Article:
Preparing for Surgery

You’ll have a preoperative exam to make sure you’re well enough for treatment. If we find a serious issue, we may need to delay surgery until your health improves. Better health before surgery leads to a better outcome after treatment. 


Follow these rules to prevent problems during surgery: 

  • Stop smoking at least two weeks before your procedure. Chemicals in cigarette smoke slow your body’s healing process. 
  • Stop taking ibuprofen and other over-the-counter blood thinners two weeks before surgery. If you take prescription blood thinners, your surgeon will tell you when you should stop taking them.
  • Stop drinking alcohol at least one week before surgery. Alcohol makes it harder for your body to stop bleeding after a cut or surgical incision. 
  • Visit your dentist for a cleaning if you haven’t had one in the past six months. Ask your dentist to check for cavities or gingivitis (gum disease). Your surgeon may ask you to get treatment for inflammation or infections in your mouth before surgery. 
  • Do not eat or drink the night before surgery. You can take medications with small sips of water if necessary. If you have food in your stomach before surgery, you’ll feel more nauseous when waking up from anesthesia. 

Read all the handouts your surgeon provides so you feel confident and informed. Call your surgeon’s office with any questions. Your care team is happy to help you prepare for surgery.

Day of Surgery

After you check in at the hospital, we’ll take you to your room. Keep personal items like eyeglasses, contact lenses, or hearing aids in your room or ask family members to hold onto them until after surgery. Family can stay with you until you go to the operating room. 

Before surgery, you’ll receive an IV (tube placed in a vein) and medication to help you relax. A nurse will give you ice chips if the medication makes your mouth dry. 

In the Operating Room

You’ll receive general anesthesia to make you sleep and prevent pain. Your surgeon may also give you an anesthetic in the form of a nerve block, which reduces pain after you wake up. 

Surgery will likely take three to four hours. 

Waking Up After Surgery

You’ll go to the intensive care unit (ICU) after treatment so nurses can monitor your condition. It may take several hours to wake up, depending on your age, health and other factors. 

When you regain consciousness, you’ll have:

  • Tube going from your windpipe to a ventilator that helps you take deep breaths 
  • Tube going through your nose to your stomach to reduce nausea and bloating
  • Bladder catheter so nurses can monitor your urine output and make sure your kidneys are removing extra fluid from your body
  • Tubes inserted to drain fluid from your chest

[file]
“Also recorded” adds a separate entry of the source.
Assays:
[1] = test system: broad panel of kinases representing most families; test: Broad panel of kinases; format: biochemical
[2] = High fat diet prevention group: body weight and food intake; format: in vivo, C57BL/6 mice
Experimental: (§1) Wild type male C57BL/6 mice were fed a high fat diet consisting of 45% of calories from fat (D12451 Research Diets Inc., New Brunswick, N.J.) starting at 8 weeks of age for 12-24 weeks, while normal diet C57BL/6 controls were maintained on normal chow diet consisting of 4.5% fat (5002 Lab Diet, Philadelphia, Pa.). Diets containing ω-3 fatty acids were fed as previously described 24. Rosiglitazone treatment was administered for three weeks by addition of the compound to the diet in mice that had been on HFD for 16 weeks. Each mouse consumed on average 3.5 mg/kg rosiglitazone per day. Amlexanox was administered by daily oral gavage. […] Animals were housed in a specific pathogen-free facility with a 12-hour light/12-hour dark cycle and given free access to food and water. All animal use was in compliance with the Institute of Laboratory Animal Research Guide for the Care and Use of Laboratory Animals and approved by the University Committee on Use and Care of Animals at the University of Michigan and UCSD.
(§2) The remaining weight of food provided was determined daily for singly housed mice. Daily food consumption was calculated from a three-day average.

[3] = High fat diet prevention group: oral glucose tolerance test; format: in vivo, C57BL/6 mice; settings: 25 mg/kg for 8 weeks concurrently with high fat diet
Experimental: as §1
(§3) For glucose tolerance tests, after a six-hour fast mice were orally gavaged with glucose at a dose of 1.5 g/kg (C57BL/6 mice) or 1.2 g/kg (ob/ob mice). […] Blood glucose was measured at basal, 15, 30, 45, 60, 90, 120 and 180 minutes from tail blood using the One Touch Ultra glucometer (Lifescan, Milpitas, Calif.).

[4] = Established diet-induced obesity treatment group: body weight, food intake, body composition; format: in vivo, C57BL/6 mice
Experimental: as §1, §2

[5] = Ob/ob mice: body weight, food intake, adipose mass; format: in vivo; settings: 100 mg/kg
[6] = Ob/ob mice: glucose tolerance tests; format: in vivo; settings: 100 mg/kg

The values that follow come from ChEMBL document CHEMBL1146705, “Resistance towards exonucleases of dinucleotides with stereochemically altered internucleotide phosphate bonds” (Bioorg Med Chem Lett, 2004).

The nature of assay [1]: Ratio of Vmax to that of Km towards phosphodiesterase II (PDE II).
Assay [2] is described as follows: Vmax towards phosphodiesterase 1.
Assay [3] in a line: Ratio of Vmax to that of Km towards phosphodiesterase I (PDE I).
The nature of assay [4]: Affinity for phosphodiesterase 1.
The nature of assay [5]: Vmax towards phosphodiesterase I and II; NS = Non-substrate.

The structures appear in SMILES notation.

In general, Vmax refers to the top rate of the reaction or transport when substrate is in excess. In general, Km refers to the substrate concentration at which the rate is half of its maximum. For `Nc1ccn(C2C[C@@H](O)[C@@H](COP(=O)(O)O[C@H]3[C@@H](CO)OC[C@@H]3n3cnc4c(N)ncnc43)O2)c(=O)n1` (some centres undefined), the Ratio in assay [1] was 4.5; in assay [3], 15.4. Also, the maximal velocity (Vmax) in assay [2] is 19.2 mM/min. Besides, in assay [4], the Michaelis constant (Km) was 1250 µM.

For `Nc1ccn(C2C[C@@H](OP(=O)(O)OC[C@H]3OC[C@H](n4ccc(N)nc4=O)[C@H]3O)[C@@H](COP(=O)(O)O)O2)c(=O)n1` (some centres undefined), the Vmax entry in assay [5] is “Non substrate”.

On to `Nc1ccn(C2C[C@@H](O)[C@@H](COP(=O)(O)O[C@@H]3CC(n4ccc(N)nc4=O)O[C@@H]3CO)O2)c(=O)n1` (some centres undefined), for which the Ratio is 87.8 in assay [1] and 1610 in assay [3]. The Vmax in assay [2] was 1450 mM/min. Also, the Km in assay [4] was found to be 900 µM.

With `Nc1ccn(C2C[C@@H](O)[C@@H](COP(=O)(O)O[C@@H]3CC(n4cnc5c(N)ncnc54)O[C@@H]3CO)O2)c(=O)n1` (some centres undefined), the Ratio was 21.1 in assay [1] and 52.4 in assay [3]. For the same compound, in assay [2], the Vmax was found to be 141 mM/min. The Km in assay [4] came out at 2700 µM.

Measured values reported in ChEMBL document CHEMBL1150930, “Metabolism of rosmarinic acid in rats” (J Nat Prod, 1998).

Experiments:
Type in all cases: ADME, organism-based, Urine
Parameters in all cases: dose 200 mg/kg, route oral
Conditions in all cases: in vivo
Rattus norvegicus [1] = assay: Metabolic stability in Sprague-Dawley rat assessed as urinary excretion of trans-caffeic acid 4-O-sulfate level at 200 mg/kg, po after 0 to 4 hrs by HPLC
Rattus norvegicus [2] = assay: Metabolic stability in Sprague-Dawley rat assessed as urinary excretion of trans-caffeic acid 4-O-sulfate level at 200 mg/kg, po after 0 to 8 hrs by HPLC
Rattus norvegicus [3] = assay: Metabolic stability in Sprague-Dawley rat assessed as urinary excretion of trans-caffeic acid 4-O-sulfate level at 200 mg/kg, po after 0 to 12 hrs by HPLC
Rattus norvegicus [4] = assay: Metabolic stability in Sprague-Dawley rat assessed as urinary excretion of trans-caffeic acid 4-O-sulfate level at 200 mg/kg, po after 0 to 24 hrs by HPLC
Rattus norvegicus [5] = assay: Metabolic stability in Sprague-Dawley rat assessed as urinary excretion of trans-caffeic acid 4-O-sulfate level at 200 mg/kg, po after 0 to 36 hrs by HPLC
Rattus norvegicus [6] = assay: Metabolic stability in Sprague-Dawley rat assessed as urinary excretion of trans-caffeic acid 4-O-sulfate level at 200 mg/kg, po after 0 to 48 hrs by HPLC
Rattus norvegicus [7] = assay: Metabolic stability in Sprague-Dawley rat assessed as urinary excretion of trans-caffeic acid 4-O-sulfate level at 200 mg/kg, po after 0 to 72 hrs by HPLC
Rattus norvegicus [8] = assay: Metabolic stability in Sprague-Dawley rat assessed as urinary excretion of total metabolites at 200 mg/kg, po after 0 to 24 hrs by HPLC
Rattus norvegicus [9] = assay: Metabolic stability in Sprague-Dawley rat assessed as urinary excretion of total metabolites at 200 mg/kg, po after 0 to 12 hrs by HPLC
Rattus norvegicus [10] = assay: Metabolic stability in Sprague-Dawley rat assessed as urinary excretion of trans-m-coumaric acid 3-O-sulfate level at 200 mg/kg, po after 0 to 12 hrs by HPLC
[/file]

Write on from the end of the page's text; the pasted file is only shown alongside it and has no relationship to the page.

• Line in a blood vessel in your arm to check blood pressure continuously 

Recovering From Open-Heart Surgery

The day after surgery, you can start drinking water and eating if you can keep down solid foods. You will be up and walking the day after surgery. Walking is an important part of recovery. 

You’ll likely move from the ICU to a step-down room two days after surgery. A nurse will give you a device to wear to keep track of your heart rate.

Many patients report insomnia after surgery because of anxiety, the change in their environment and side effects of anesthesia. Talk to your primary care doctor if your sleeping pattern doesn’t return to normal within a couple of weeks of returning home.

It is very common to have problems with memory, concentration or depression following surgery. These will subside over time. 

Regaining Strength

After major surgery, you might feel tired just walking from your bed to the bathroom. Try to do a little more each day. Ask a loved one to take you to appointments until your doctor says it’s OK to drive. You can also ask your care team about local transportation services.

The best things you can do to promote a healthy recovery are:

  • Get dressed every day
  • Eat small meals instead of three large meals 
  • Exercise by walking multiple times every day (within your doctor's recommended limits)
  • Talk to family and friends

Return to Activities

Cardiac rehabilitation will guide you through supervised exercise to help you safely regain strength and energy. You’ll also explore lifestyle changes that support heart health. 

You may be able to go jogging, golfing, or enjoy other athletic activities in two months. A full recovery will take longer if you had a chronic illness before surgery. Follow your doctor’s rules for recovering, and you’ll ensure the best possible outcome over the long term. 

Talk to Your Doctor

If you have a question about your heart procedure, call your surgeon’s office. 

Need a cardiologist? Ask your primary care provider for a referral or call AnMed WellnessConnect at 864-512-3748 for help finding a doctor.